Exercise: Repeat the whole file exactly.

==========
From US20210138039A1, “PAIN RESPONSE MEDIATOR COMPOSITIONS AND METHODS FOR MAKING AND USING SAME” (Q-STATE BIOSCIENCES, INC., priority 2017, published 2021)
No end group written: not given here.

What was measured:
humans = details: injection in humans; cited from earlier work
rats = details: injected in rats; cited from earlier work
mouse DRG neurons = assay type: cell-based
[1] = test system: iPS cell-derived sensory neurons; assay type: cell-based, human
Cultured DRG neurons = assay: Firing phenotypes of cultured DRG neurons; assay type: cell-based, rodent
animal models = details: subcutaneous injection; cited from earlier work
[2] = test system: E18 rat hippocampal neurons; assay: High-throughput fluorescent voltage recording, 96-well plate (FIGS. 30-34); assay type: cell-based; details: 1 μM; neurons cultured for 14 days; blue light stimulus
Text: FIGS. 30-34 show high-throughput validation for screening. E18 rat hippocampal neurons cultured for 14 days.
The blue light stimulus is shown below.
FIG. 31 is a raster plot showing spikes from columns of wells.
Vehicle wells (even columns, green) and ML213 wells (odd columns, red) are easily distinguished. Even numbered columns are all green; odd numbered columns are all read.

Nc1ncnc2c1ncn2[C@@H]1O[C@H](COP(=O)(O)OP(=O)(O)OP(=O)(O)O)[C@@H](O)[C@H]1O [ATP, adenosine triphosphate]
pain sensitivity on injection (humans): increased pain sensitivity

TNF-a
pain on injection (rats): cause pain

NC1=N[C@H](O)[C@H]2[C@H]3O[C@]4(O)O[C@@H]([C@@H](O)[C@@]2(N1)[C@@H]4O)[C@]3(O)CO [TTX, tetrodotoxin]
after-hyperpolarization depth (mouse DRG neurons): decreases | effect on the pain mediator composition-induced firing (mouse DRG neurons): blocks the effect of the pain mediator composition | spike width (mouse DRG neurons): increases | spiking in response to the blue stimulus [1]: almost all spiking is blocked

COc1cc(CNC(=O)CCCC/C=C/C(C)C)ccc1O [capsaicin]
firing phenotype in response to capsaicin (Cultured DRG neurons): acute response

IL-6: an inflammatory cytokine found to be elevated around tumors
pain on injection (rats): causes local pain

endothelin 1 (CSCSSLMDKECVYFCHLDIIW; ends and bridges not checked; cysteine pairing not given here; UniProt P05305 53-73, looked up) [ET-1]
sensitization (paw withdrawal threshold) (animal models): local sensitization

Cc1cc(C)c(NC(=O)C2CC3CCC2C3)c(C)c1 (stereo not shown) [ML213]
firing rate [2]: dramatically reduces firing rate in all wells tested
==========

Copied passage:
From US20210138039A1, “PAIN RESPONSE MEDIATOR COMPOSITIONS AND METHODS FOR MAKING AND USING SAME” (Q-STATE BIOSCIENCES, INC., priority 2017, published 2021)
No end group written: not given here.

What was measured:
humans = details: injection in humans; cited from earlier work
rats = details: injected in rats; cited from earlier work
mouse DRG neurons = assay type: cell-based
[1] = test system: iPS cell-derived sensory neurons; assay type: cell-based, human
Cultured DRG neurons = assay: Firing phenotypes of cultured DRG neurons; assay type: cell-based, rodent
animal models = details: subcutaneous injection; cited from earlier work
[2] = test system: E18 rat hippocampal neurons; assay: High-throughput fluorescent voltage recording, 96-well plate (FIGS. 30-34); assay type: cell-based; details: 1 μM; neurons cultured for 14 days; blue light stimulus
Text: FIGS. 30-34 show high-throughput validation for screening. E18 rat hippocampal neurons cultured for 14 days.
The blue light stimulus is shown below.
FIG. 31 is a raster plot showing spikes from columns of wells.
Vehicle wells (even columns, green) and ML213 wells (odd columns, red) are easily distinguished. Even numbered columns are all green; odd numbered columns are all read.

Nc1ncnc2c1ncn2[C@@H]1O[C@H](COP(=O)(O)OP(=O)(O)OP(=O)(O)O)[C@@H](O)[C@H]1O [ATP, adenosine triphosphate]
pain sensitivity on injection (humans): increased pain sensitivity

TNF-a
pain on injection (rats): cause pain

NC1=N[C@H](O)[C@H]2[C@H]3O[C@]4(O)O[C@@H]([C@@H](O)[C@@]2(N1)[C@@H]4O)[C@]3(O)CO [TTX, tetrodotoxin]
after-hyperpolarization depth (mouse DRG neurons): decreases | effect on the pain mediator composition-induced firing (mouse DRG neurons): blocks the effect of the pain mediator composition | spike width (mouse DRG neurons): increases | spiking in response to the blue stimulus [1]: almost all spiking is blocked

COc1cc(CNC(=O)CCCC/C=C/C(C)C)ccc1O [capsaicin]
firing phenotype in response to capsaicin (Cultured DRG neurons): acute response

IL-6: an inflammatory cytokine found to be elevated around tumors
pain on injection (rats): causes local pain

endothelin 1 (CSCSSLMDKECVYFCHLDIIW; ends and bridges not checked; cysteine pairing not given here; UniProt P05305 53-73, looked up) [ET-1]
sensitization (paw withdrawal threshold) (animal models): local sensitization

Cc1cc(C)c(NC(=O)C2CC3CCC2C3)c(C)c1 (stereo not shown) [ML213]
firing rate [2]: dramatically reduces firing rate in all wells tested